Email brown-out

I am taking our children to visit family.  We ask that you limit communication with us from August 2 through August 12.  Please contact us no later than 9 a.m. on August 2 to ask questions, cancel a box, etc.  This is an email brown-out, not black-out.  Steve will check my emails but won’t have much time to respond.  I’ll be back and ready to communicate on August 13.  Thanks for your help with this.  Beth

I will deposit August 1 checks on August 2.  Many of you paid with checks post-dated to August 1.  I will deposit the checks on Friday August 2.

Pat’s recipe featured on NPR.
Our menu chef Pat Mulvey of Local Thyme received an exciting honor this week.  Her Ensenada Slaw recipe and the charming story of its discovery were featured on NPR’s “All Things Considered.”  Go here to listen to the radio clip and to vote for her recipe.  Pat’s recipe is in competition with three other summer recipes featured in short radio segments this week.  She’d love the votes and, honestly, it’s the best recipe of the bunch.  Keep this dish in mind; we plan to send cabbage again in the next few weeks.

First melons

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From left, Noah and Michael toss muskmelons at harvest. It’s the best way to get the melons from the field to the wagon.

We’re glad to have melons to harvest.  During the blazing heat last year, the first week we had melons for everyone was July 19.  This year, they are ready on July 25.  Isn’t that interesting?  The weather was so different, but the plants compensated.  All our squash-family crops have stayed on schedule despite the cold spring, probably because they were sheltered under row cover.  That’s melons, zucchini, cucumbers, pickles, winter squash and pumpkins.

Veggie List and Veggie Notes.

Muskmelon OR watermelon
Green beans, 2 lb
Sweet corn, just 1 ear
Sugar snap peas, 3/4 lb (last of the season)
Cherry tomatoes OR slicing tomatoes
Italian frying peppers, 3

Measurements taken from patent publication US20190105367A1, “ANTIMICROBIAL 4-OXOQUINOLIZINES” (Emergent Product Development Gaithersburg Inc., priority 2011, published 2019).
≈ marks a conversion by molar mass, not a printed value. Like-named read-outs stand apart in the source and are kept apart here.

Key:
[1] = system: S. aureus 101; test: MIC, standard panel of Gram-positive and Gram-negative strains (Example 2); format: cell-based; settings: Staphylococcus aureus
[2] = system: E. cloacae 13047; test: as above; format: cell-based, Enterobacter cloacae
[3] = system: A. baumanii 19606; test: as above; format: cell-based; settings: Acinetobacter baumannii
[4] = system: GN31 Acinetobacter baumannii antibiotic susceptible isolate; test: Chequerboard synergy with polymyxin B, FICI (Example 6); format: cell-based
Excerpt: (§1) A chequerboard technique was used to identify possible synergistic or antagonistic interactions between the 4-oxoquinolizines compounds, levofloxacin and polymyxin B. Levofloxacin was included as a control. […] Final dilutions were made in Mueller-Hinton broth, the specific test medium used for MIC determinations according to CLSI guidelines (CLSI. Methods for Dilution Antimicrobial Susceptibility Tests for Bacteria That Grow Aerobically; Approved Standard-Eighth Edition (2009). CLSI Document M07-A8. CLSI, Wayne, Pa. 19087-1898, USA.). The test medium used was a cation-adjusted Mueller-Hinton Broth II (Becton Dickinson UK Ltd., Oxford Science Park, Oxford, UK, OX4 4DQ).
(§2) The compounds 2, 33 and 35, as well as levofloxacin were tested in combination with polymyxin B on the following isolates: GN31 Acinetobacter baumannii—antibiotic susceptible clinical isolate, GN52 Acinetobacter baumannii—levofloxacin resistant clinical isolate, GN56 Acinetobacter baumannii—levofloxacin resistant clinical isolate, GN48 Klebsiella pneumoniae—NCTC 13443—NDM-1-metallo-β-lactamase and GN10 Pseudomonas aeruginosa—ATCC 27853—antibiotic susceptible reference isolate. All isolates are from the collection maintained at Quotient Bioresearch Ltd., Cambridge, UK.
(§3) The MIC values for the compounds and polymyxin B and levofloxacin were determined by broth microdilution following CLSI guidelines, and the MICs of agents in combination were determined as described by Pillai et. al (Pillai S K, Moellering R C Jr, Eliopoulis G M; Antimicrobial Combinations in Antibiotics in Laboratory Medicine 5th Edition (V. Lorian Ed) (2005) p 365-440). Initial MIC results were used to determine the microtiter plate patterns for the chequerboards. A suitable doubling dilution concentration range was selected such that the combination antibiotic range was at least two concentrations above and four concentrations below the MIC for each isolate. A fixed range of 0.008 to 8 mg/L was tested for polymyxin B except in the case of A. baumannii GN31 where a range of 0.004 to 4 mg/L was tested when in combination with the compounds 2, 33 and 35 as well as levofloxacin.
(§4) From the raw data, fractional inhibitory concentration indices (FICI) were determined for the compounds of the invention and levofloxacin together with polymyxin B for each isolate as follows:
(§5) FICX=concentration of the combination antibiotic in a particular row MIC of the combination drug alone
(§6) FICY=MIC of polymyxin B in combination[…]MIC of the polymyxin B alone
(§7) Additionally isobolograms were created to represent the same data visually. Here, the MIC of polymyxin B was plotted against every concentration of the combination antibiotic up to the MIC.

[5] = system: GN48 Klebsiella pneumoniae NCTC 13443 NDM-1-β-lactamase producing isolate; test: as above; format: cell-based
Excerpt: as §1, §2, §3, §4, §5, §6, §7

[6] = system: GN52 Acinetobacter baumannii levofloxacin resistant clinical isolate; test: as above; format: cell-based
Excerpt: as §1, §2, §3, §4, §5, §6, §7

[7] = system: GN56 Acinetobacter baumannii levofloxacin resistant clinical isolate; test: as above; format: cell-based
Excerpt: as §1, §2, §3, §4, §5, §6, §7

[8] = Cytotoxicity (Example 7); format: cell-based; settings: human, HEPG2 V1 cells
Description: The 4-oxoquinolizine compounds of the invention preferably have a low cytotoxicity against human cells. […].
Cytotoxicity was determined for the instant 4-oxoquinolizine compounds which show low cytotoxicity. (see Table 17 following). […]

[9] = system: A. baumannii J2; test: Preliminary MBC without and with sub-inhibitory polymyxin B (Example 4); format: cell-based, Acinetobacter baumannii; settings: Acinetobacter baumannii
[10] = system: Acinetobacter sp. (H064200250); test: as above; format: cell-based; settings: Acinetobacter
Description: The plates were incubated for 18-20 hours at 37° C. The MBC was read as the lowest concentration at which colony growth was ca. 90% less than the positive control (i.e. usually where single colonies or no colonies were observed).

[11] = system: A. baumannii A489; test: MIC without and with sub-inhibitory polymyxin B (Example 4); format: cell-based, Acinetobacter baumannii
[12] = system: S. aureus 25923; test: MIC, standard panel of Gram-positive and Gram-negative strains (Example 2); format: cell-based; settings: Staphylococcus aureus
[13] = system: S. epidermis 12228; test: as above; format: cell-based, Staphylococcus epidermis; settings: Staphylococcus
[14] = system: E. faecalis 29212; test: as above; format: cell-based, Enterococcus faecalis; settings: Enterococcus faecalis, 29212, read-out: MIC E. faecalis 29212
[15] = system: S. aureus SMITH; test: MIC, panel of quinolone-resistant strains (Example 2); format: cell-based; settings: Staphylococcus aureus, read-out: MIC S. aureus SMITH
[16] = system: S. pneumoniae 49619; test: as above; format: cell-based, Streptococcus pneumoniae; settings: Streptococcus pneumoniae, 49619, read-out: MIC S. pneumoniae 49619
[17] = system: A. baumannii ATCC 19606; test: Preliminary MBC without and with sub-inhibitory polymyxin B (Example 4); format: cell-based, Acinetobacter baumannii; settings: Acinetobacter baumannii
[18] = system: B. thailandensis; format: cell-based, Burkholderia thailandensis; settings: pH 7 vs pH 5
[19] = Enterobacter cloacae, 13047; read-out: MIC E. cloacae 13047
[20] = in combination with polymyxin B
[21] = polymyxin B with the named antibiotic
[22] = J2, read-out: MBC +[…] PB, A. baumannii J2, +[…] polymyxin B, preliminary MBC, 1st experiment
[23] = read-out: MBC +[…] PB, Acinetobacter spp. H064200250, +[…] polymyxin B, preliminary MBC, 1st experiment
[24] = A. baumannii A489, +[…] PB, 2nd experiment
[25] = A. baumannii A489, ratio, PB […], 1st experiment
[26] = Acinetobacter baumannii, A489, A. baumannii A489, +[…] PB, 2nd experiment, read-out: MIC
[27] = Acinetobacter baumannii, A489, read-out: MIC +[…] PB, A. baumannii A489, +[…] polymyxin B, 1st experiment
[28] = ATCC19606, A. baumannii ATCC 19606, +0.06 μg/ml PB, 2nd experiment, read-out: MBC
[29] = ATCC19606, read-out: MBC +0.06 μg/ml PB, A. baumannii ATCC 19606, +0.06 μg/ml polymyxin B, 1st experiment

Cucumbers, 3
Pickling cucumbers, a handful
Mixed zucchini and summer squash, about 2 lb
Walla Walla onions, 1 or 2
Basil, 1 or 2 large sprigs
One site will receive globe or Japanese eggplant

Next week’s box will contain sweet corn, melons, green beans, tomatoes, peppers, onions and more.

Sweet corn – We realize that one ear of corn is a tease!  Well, they are ready so we are sending them.  We suggest you cut the kernels into any cooked dish during the final minutes of cooking.  It’s the only fair way to share the one ear.  There should be lots of sweet corn next week.
Pickling cucumbers (small cucumbers with thin skins) – These are excellent in salads because of their think skins.  Children (at least ours) love them as snacks.
Italian frying peppers (green or red, long, slender) – These sweet frying peppers are special.  They contain less moisture than normal bell peppers and therefore can be fried in a small amount of oil, preferably over high heat.  They are unbelievably fragrant while cooking.  If you attempt to fry normal bell peppers, they release juices and you end up sautéing them instead.  Frying peppers are also excellent raw.
Here are several things to watch for on the peppers this week:
– Some peppers have minor sunscald, which appears as a white patch on one side of the pepper.  You can eat or cut around this area.  Sunscald abates later in the year, as the growing foliage shades the developing peppers.
– Blossum end rot. Many of the Italian peppers have a black tip. This is related to calcium uptake in the plants.  Again, just trim off the affected part.
Japanese eggplant (only one site will receive this week) – These eggplant are long, slender, and dark purple.  The skin is thinner on this type than on globe eggplant.  These are traditionally left unpeeled in Asian cooking, and are often cut diagonally.  When cutting lengthwise slices of Japanese eggplant, I find it useful to remove a little skin from the outside slices, as they grill or sauté best when the flesh is exposed.

 

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